skip navigation

PUBLICATIONS

Register for Latest Research

Stay Informed
Register with NCJRS to receive NCJRS's biweekly e-newsletter JUSTINFO and additional periodic emails from NCJRS and the NCJRS federal sponsors that highlight the latest research published or sponsored by the Office of Justice Programs.

NCJRS Abstract

The document referenced below is part of the NCJRS Virtual Library collection. To conduct further searches of the collection, visit the Virtual Library. See the Obtain Documents page for direction on how to access resources online, via mail, through interlibrary loans, or in a local library.

 

NCJ Number: 136928 Find in a Library
Title: Pattern, Severity, and Aetiology of Injuries in Victims of Assault
Journal: Journal of the Royal Society of Medicine  Volume:83  Dated:(February 1990)  Pages:75-78
Author(s): J P Shepherd; M Shapland; N X Pearce; C Scully
Date Published: 1990
Page Count: 4
Type: Survey
Format: Article
Language: English
Country: United Kingdom
Annotation: A sample of 539 (455 men and 84 women) adult victims of assault who sought treatment in a major city hospital emergency room in the United Kingdom was studied to determine the pattern, severity, and etiology of their injuries.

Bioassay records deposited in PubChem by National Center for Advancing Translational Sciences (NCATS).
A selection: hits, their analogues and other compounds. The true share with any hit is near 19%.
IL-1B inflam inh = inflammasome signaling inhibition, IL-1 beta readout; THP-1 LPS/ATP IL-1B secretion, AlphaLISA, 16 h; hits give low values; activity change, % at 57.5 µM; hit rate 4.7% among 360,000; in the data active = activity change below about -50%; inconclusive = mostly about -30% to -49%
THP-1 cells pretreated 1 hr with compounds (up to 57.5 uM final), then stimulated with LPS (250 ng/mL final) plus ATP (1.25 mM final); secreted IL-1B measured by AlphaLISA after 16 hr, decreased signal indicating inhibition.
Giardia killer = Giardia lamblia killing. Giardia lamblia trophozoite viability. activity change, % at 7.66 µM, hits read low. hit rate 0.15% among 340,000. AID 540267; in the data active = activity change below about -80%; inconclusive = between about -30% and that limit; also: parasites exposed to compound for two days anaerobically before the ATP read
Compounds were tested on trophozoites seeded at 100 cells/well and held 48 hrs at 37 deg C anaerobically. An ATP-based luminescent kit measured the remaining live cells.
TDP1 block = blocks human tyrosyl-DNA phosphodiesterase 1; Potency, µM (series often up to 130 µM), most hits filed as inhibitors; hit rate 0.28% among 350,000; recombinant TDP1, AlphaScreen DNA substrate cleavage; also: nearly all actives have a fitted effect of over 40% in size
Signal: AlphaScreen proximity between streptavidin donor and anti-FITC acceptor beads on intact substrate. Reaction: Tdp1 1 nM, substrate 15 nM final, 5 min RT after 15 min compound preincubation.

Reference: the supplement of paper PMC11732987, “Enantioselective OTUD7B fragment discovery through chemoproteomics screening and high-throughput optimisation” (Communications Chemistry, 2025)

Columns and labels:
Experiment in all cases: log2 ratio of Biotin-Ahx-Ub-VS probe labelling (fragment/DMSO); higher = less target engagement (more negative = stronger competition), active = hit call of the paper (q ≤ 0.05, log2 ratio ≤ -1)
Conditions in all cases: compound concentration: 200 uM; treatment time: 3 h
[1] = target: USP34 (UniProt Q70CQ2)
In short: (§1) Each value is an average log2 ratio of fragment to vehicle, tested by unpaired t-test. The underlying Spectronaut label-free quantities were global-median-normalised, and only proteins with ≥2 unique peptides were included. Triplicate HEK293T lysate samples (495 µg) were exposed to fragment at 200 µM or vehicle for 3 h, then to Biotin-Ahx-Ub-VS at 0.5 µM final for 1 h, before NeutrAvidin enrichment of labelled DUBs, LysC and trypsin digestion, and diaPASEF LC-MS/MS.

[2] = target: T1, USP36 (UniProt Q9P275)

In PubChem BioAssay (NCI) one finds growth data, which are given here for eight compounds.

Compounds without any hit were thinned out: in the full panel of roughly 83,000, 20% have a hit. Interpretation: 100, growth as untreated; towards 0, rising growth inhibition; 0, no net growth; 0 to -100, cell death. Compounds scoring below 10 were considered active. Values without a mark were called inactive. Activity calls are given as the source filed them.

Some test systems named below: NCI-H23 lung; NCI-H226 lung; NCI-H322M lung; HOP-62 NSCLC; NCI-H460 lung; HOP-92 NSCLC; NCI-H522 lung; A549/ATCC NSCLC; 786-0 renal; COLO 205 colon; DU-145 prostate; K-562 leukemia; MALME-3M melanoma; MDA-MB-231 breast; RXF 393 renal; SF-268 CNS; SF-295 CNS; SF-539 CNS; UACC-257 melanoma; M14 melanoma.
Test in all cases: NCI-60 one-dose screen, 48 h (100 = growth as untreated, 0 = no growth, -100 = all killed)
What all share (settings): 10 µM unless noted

Abstract: Facial injury was the most common, comprising 83 percent of all fractures, 66 percent of all lacerations, and 53 percent of all hematomas. The upper limb was the next most common site of injury, appearing in 14 percent of the cases. Twenty-six percent of the victims sustained at least one fracture, most commonly broken noses, followed by zygomatic, mandibular body, angle, and condyle fractures. Seventeen percent of the victims were admitted to the hospital. Overall, the type of injury correlated with the weapon used, even though one-fifth of the victims who reported attacks with sharp weapons suffered only hematomas or fractures. Injury most often resulted from punching (72 percent) and kicking (42 percent); victims who had been kicked most often required hospitalization. Six percent reported knife injuries, while 11 percent were injured by broken drinking glasses. 5 tables and 12 references
Main Term(s): Aggravated assault; Injury investigations
Index Term(s): Blunt force trauma injuries; Crime in foreign countries; United Kingdom (UK); Weapons
To cite this abstract, use the following link:
http://www.ncjrs.gov/App/publications/abstract.aspx?ID=136928

*A link to the full-text document is provided whenever possible. For documents not available online, a link to the publisher's website is provided. Tell us how you use the NCJRS Library and Abstracts Database - send us your feedback.